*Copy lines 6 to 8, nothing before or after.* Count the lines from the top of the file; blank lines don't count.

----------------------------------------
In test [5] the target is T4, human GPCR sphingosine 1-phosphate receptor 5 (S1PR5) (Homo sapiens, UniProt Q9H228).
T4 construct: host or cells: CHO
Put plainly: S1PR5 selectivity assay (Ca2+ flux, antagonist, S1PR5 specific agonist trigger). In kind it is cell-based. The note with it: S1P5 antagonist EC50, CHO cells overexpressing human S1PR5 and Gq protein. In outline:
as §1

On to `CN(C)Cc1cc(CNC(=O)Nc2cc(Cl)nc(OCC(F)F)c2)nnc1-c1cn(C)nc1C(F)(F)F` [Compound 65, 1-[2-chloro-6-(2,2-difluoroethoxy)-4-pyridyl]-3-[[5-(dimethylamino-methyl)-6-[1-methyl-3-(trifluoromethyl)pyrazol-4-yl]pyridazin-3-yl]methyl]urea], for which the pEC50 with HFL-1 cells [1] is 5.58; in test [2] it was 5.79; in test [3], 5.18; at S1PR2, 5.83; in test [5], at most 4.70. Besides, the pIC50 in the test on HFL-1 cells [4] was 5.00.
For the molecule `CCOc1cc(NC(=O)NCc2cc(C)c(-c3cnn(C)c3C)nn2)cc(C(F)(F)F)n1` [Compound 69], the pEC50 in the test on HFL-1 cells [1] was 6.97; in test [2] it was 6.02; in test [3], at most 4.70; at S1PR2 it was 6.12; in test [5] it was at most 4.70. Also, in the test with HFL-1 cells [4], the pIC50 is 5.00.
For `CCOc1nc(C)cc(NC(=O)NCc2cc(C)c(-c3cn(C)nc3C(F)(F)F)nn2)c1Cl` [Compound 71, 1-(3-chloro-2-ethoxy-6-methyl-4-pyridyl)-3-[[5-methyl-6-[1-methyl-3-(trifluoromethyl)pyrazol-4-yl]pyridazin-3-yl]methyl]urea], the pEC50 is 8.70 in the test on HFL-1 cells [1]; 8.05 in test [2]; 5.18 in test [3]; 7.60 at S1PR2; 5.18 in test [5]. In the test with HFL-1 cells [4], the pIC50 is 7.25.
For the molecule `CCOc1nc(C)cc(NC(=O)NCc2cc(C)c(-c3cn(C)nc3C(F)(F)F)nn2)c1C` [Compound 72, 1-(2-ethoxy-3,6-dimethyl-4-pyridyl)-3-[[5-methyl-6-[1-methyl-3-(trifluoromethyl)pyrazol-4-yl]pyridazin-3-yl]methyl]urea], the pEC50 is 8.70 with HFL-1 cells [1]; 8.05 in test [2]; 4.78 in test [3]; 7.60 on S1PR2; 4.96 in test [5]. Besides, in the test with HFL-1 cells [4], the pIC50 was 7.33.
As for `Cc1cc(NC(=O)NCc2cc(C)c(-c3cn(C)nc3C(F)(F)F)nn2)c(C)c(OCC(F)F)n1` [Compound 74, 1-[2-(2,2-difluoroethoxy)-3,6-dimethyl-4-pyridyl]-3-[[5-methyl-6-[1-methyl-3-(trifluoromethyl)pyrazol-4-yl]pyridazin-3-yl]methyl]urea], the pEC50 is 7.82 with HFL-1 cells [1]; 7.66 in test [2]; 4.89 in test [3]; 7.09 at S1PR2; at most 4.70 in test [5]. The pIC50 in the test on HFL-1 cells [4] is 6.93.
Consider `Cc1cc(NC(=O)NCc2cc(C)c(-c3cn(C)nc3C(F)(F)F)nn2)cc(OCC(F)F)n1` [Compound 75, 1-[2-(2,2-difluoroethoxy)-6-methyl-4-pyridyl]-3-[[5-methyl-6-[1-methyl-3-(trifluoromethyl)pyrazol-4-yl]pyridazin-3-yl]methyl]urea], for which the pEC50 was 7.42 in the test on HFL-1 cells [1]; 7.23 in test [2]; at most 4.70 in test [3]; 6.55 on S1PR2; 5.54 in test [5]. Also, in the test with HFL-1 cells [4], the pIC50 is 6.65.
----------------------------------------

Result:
For the molecule `CCOc1cc(NC(=O)NCc2cc(C)c(-c3cnn(C)c3C)nn2)cc(C(F)(F)F)n1` [Compound 69], the pEC50 in the test on HFL-1 cells [1] was 6.97; in test [2] it was 6.02; in test [3], at most 4.70; at S1PR2 it was 6.12; in test [5] it was at most 4.70. Also, in the test with HFL-1 cells [4], the pIC50 is 5.00.
For `CCOc1nc(C)cc(NC(=O)NCc2cc(C)c(-c3cn(C)nc3C(F)(F)F)nn2)c1Cl` [Compound 71, 1-(3-chloro-2-ethoxy-6-methyl-4-pyridyl)-3-[[5-methyl-6-[1-methyl-3-(trifluoromethyl)pyrazol-4-yl]pyridazin-3-yl]methyl]urea], the pEC50 is 8.70 in the test on HFL-1 cells [1]; 8.05 in test [2]; 5.18 in test [3]; 7.60 at S1PR2; 5.18 in test [5]. In the test with HFL-1 cells [4], the pIC50 is 7.25.
For the molecule `CCOc1nc(C)cc(NC(=O)NCc2cc(C)c(-c3cn(C)nc3C(F)(F)F)nn2)c1C` [Compound 72, 1-(2-ethoxy-3,6-dimethyl-4-pyridyl)-3-[[5-methyl-6-[1-methyl-3-(trifluoromethyl)pyrazol-4-yl]pyridazin-3-yl]methyl]urea], the pEC50 is 8.70 with HFL-1 cells [1]; 8.05 in test [2]; 4.78 in test [3]; 7.60 on S1PR2; 4.96 in test [5]. Besides, in the test with HFL-1 cells [4], the pIC50 was 7.33.